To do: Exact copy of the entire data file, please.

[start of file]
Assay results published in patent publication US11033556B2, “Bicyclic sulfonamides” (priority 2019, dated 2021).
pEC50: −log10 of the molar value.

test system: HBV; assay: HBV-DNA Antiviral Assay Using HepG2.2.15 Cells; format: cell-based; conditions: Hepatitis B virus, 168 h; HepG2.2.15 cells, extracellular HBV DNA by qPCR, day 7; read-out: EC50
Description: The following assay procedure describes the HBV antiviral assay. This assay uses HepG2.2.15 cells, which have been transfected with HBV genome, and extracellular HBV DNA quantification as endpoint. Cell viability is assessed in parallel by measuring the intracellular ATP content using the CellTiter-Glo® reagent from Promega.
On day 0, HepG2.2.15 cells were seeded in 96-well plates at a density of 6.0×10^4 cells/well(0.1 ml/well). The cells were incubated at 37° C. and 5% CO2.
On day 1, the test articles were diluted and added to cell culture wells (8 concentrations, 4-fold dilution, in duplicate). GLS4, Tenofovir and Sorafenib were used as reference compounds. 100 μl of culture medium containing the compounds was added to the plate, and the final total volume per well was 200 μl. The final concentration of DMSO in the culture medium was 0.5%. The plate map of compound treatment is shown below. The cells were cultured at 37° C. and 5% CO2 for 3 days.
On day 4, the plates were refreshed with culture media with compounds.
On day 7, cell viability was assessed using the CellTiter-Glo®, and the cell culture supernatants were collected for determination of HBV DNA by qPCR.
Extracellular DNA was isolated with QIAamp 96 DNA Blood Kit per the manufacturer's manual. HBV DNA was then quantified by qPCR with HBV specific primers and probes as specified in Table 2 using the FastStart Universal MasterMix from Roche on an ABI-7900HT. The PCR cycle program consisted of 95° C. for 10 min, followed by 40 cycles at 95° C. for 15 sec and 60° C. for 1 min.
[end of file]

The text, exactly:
Assay results published in patent publication US11033556B2, “Bicyclic sulfonamides” (priority 2019, dated 2021).
pEC50: −log10 of the molar value.

test system: HBV; assay: HBV-DNA Antiviral Assay Using HepG2.2.15 Cells; format: cell-based; conditions: Hepatitis B virus, 168 h; HepG2.2.15 cells, extracellular HBV DNA by qPCR, day 7; read-out: EC50
Description: The following assay procedure describes the HBV antiviral assay. This assay uses HepG2.2.15 cells, which have been transfected with HBV genome, and extracellular HBV DNA quantification as endpoint. Cell viability is assessed in parallel by measuring the intracellular ATP content using the CellTiter-Glo® reagent from Promega.
On day 0, HepG2.2.15 cells were seeded in 96-well plates at a density of 6.0×10^4 cells/well(0.1 ml/well). The cells were incubated at 37° C. and 5% CO2.
On day 1, the test articles were diluted and added to cell culture wells (8 concentrations, 4-fold dilution, in duplicate). GLS4, Tenofovir and Sorafenib were used as reference compounds. 100 μl of culture medium containing the compounds was added to the plate, and the final total volume per well was 200 μl. The final concentration of DMSO in the culture medium was 0.5%. The plate map of compound treatment is shown below. The cells were cultured at 37° C. and 5% CO2 for 3 days.
On day 4, the plates were refreshed with culture media with compounds.
On day 7, cell viability was assessed using the CellTiter-Glo®, and the cell culture supernatants were collected for determination of HBV DNA by qPCR.
Extracellular DNA was isolated with QIAamp 96 DNA Blood Kit per the manufacturer's manual. HBV DNA was then quantified by qPCR with HBV specific primers and probes as specified in Table 2 using the FastStart Universal MasterMix from Roche on an ABI-7900HT. The PCR cycle program consisted of 95° C. for 10 min, followed by 40 cycles at 95° C. for 15 sec and 60° C. for 1 min.